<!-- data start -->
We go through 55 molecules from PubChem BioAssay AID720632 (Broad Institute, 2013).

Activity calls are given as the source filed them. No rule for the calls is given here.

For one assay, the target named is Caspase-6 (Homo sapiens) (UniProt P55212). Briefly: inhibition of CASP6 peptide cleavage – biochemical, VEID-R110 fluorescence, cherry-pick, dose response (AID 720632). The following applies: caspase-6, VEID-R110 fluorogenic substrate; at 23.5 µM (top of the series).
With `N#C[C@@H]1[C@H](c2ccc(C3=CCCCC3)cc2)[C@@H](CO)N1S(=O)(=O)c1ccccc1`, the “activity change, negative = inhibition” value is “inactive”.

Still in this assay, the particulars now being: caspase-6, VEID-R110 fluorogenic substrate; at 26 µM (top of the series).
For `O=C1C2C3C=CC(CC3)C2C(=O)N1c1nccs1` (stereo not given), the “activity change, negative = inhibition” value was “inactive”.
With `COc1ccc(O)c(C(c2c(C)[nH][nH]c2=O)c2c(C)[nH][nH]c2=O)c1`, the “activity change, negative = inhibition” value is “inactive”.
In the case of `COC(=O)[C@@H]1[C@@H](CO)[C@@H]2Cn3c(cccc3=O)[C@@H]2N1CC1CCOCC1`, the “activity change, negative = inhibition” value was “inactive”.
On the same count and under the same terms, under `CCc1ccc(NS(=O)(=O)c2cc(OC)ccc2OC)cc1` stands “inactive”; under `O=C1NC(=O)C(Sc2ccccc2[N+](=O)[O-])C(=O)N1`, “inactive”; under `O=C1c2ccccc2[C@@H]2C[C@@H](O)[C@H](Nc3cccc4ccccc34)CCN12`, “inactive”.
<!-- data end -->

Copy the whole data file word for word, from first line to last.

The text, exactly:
We go through 55 molecules from PubChem BioAssay AID720632 (Broad Institute, 2013).

Activity calls are given as the source filed them. No rule for the calls is given here.

For one assay, the target named is Caspase-6 (Homo sapiens) (UniProt P55212). Briefly: inhibition of CASP6 peptide cleavage – biochemical, VEID-R110 fluorescence, cherry-pick, dose response (AID 720632). The following applies: caspase-6, VEID-R110 fluorogenic substrate; at 23.5 µM (top of the series).
With `N#C[C@@H]1[C@H](c2ccc(C3=CCCCC3)cc2)[C@@H](CO)N1S(=O)(=O)c1ccccc1`, the “activity change, negative = inhibition” value is “inactive”.

Still in this assay, the particulars now being: caspase-6, VEID-R110 fluorogenic substrate; at 26 µM (top of the series).
For `O=C1C2C3C=CC(CC3)C2C(=O)N1c1nccs1` (stereo not given), the “activity change, negative = inhibition” value was “inactive”.
With `COc1ccc(O)c(C(c2c(C)[nH][nH]c2=O)c2c(C)[nH][nH]c2=O)c1`, the “activity change, negative = inhibition” value is “inactive”.
In the case of `COC(=O)[C@@H]1[C@@H](CO)[C@@H]2Cn3c(cccc3=O)[C@@H]2N1CC1CCOCC1`, the “activity change, negative = inhibition” value was “inactive”.
On the same count and under the same terms, under `CCc1ccc(NS(=O)(=O)c2cc(OC)ccc2OC)cc1` stands “inactive”; under `O=C1NC(=O)C(Sc2ccccc2[N+](=O)[O-])C(=O)N1`, “inactive”; under `O=C1c2ccccc2[C@@H]2C[C@@H](O)[C@H](Nc3cccc4ccccc34)CCN12`, “inactive”.